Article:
Quinn made similar comments about Palin in a WashingtonPost.com "On Faith" blog posting last Friday, the day Palin was announced as McCain's VP. On March 26, Quinn told the Early Show's Harry Smith that the media should have gone after Chelsea Clinton more aggressively, Smith admitted: "We're not exactly watchdogs here" Well, CBS certainly seems to be a watchdog when it comes to Bristol Palin.
The other members of the panel were Republican congresswoman Kathy McMorris Rogers and the daughter of former Arkansas Governor Mike Huckabee, Sarah Huckabee, who earlier condemned the questioning of Palin as a mother:
If a hypothetical tabloid owned by, say, Richard Mellon Scaife, had a cover story with scurrilous accusations about Joe Biden, do you think Chris Matthews would be waving it about on camera and Keith Olbermann citing it? Neither do I. But if for some reason they did, would they possibly fail to mention the mag's ownership?
But Matthews saw fit—not once but twice—to display the cover of Us magazine, with its story "Babies, Lies and Scandals" about Sarah Palin. Olbermann alluded to it as well. And who is the owner of Us? Jann Wenner, the founder of Rolling Stone . . . and a big-time donor to Barack Obama. How big a donor? You can view his list of contributions here, with an image after the jump.
Now it's true that Matthews discounted the "lies" allegation. But why give currency to dubious accusations—by a magazine whose stock-in-trade is celebrity gossip—by displaying them repeatedly on a national news show? There was no suggestion that Us, unlike the National Enquirer in John Edwards' case, had done any significant independent reporting. This is apparently scandal-mongering, pure and simple. And of course, neither Matthews nor Olbermann mentioned the Wenner connection.
Editor's Note: A longer version of this article originally appeared on our affiliated site Times Watch.
Bristol Palin's pregnancy made the top of the fold of Tuesday's New York Times in a story by Elisabeth Bumiller, who helpfully summarized all the scandalettes (and at least one fake one) burbling around the Palin pick in "Disclosures on Palin Raise Questions on Vetting Process."
A series of disclosures about Gov. Sarah Palin, Senator John McCain's choice as running mate, called into question on Monday how thoroughly Mr. McCain had examined her background before putting her on the Republican presidential ticket.
On Monday morning, Ms. Palin and her husband, Todd, issued a statement saying that their 17-year-old unmarried daughter, Bristol, was five months pregnant and that she intended to marry the father.
Among other less attention-grabbing news of the day: it was learned that Ms. Palin now has a private lawyer in a legislative ethics investigation in Alaska into whether she abused her power in dismissing the state's public safety commissioner; that she was a member for two years in the 1990s of the Alaska Independence Party, which has at times sought a vote on whether the state should secede; and that Mr. Palin was arrested 22 years ago on a drunken-driving charge.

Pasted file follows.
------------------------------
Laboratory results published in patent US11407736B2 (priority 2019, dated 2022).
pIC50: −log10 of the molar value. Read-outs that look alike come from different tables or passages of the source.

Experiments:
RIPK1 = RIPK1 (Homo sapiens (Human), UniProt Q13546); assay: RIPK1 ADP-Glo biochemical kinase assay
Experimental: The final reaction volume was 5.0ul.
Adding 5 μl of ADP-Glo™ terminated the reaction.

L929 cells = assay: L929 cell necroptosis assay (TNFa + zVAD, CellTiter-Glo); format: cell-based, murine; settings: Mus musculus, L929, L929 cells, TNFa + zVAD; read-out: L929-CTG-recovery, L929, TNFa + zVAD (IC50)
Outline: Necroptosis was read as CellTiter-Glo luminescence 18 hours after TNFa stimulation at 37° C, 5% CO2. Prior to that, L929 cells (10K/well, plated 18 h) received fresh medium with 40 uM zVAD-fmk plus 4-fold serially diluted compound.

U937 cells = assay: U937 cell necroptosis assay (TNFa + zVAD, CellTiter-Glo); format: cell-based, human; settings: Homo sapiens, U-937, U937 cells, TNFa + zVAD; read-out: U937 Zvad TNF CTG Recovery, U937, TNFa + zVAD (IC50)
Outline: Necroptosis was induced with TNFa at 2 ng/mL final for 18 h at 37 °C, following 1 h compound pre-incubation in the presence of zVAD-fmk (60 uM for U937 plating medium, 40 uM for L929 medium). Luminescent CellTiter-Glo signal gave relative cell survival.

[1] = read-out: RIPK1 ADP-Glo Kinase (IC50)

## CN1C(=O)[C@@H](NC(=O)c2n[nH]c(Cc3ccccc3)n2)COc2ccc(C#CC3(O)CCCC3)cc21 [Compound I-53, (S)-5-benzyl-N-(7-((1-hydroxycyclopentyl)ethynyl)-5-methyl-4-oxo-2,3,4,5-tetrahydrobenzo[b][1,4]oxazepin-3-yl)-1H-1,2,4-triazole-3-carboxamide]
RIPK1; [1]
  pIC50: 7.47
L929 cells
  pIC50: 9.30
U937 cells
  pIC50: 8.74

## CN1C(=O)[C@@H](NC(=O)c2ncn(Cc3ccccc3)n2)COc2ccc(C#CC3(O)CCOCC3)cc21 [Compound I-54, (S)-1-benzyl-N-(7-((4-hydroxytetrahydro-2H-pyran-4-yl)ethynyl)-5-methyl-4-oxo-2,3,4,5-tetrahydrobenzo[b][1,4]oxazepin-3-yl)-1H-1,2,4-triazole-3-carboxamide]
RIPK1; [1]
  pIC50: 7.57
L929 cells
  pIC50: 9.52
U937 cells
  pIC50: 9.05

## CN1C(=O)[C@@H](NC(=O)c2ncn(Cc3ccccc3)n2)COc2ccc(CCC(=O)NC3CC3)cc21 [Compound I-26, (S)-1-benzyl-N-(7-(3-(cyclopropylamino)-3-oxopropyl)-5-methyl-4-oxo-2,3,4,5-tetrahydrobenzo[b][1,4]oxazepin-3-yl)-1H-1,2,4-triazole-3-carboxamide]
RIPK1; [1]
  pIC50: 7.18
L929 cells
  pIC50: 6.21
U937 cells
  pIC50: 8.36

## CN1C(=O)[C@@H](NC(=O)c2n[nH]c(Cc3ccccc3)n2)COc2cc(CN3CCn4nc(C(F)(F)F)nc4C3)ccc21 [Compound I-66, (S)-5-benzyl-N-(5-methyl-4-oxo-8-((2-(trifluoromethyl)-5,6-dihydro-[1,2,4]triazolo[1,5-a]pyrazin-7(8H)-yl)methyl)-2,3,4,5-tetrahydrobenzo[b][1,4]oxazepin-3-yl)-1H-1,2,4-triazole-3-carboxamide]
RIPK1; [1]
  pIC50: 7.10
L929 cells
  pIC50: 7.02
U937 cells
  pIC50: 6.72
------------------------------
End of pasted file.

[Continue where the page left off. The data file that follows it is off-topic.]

Tuesday’s CBS Early Show devoted four separate segments to news that the teenage daughter of McCain running mate Sarah Palin is pregnant, with co-host Maggie Rodriguez declaring: "Private lives, pregnancy, and politics. A stunning start to the Republican convention, as delegates grapple with Sarah Palin's family life. I'm Maggie Rodriguez in St. Paul. The bombshell pregnancy announcement that's stolen John McCain's limelight and why some insiders say it may help him." Later, Rodriguez explained: "We've got a couple of storms brewing here in St. Paul, as well. The headline in the local paper calls day one of the Republican National Convention 'A Day of Distractions' for the GOP. The focus not on John McCain, but on Hurricane Gustav and on the political storm involving the presumptive vice presidential nominee, Sarah Palin, and the revelation that her teen daughter is pregnant."
In the first segment on the issue, in the 7am half hour, correspondent Jeff Glor announced: "Four days ago, hardly anybody knew anything about Alaska Governor Sarah Palin. Now they know a lot, including that news that her teenage daughter is indeed pregnant." Glor concluded his report by seeming to suggest that a planned address by Palin to the Republican convention was cancelled in the wake of the controversy: "Interesting to note that on the original schedule, Sarah Palin was scheduled to speak tonight. That will not happen." However, Glor never explained that while Palin was originally scheduled to give a prime time speech on Tuesday night of the convention, that speech was scheduled before she was named the vice presidential nominee, who traditionally accepts the party nomination on Wednesday, with McCain accepting the presidential nomination on Thursday.